The Economist this week has an article on characteristics of the (UK) Labour government's lawmaking as a response to terrorist threats. One the features mentioned: repeated assurances from government and police forces that new powers will be used with moderation. The paper writes:
"It is now routine for the attorney-general or the director of public prosecutions to promise that a sweeping new power will not be used in a sweeping way. Such pledges were made for Anti-Social Behaviour Orders and control orders. this week, Mr Blair insisted that only a "very small"number of suspects would be held without charge for up to 90 days. (...) Such promises tend to be kept - for a while."
The article proceeds with a description of how the new measure of 'control orders' has been deployed "against protesters, beggars, prostitutes and the mentally ill". This phenomenon of increased use of powers once granted is obviously not limited to the United Kingdom.
Governmental credibility is a serious problem here. Even those in parliament and public who would generally approve of stricter measures for severe cases, will be reluctant to offer their support of broad powers with unclear qualifications. Generally, independence for key-decisionmakers is a way out of credibility conundrums (look at central banks) and here too, independent oversight - by the judiciary - should be the preferred solution.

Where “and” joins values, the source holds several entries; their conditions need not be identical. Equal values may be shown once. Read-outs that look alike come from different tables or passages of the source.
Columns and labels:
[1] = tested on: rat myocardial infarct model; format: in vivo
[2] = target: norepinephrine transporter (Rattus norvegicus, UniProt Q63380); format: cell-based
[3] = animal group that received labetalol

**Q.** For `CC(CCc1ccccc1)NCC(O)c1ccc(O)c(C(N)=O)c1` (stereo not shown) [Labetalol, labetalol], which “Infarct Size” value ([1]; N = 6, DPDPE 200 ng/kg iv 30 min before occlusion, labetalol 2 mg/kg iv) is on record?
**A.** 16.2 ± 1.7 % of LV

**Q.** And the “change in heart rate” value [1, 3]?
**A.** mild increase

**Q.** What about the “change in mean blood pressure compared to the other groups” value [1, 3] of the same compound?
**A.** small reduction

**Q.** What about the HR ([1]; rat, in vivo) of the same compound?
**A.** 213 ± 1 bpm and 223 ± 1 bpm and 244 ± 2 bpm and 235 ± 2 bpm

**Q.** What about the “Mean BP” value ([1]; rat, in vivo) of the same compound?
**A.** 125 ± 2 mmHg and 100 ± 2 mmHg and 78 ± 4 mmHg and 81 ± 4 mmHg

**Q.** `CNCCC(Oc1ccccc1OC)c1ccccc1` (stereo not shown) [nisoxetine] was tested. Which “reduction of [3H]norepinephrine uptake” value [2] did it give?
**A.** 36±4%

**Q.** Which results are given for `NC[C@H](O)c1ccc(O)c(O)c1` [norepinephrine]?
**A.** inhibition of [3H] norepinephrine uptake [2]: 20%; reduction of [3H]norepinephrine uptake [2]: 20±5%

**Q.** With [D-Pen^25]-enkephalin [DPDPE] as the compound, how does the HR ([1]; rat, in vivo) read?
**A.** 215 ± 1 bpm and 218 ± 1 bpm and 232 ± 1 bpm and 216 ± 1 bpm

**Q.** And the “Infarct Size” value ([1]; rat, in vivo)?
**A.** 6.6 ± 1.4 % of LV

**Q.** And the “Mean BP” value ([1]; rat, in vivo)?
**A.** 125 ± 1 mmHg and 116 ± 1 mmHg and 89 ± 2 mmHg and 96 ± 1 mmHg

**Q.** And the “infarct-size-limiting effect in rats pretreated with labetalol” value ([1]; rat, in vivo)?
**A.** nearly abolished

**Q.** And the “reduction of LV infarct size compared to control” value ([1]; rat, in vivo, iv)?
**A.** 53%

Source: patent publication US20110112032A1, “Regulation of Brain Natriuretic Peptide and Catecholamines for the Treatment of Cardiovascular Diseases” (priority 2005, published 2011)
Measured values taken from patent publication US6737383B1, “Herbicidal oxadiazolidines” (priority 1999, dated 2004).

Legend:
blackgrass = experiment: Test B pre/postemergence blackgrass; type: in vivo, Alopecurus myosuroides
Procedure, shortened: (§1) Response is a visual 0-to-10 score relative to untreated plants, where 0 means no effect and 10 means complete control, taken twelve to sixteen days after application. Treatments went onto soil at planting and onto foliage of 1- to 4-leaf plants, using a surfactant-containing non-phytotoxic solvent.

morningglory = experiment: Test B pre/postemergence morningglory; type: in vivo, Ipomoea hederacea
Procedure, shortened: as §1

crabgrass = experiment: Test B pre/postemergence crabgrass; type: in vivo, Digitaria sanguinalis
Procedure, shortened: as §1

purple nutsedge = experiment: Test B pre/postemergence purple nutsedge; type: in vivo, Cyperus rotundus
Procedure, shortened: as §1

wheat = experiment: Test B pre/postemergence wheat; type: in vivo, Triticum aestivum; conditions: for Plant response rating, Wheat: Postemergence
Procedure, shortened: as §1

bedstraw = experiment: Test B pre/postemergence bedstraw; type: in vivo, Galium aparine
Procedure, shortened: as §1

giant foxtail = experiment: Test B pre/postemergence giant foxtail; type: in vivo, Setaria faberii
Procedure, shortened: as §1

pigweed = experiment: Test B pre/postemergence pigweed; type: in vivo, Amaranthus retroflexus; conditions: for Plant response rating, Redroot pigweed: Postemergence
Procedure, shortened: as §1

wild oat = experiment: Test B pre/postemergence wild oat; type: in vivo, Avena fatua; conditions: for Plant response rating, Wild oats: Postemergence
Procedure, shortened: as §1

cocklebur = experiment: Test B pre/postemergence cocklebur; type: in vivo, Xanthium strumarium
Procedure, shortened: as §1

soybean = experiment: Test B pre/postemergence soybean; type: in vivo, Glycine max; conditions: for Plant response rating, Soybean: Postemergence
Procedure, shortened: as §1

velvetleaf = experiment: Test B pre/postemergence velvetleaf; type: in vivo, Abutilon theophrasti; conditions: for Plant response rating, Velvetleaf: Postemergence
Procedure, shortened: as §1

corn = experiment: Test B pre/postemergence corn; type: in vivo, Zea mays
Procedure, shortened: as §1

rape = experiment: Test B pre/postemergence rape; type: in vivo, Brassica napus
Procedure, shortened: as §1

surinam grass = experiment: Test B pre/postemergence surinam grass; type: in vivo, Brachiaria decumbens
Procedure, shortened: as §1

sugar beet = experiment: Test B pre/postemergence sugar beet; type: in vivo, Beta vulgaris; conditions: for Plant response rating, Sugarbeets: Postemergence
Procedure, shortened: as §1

For the special case of measures applicable before any judicial oversight becomes available, such as the proposed 90-day detention before charges now defeated in the House of Commons, a specific credibility enhancing solution could be envisaged in the form of quantitative limitations on special powers. Would it not be possible to allocate a certain number of pre-charge detainment rights to police authorities, for use in cases they select? Once these rights would have been exhausted, only detention under the standard regime would remain possible. I realize it would be important to implement such a system without the possiblity of terrorists knowing in advance whether or not sufficicient rights remain for their detention, but this is a practical problem that could be overcome. Anyway, this may be an utterly foolish idea so I'm looking forward to comments.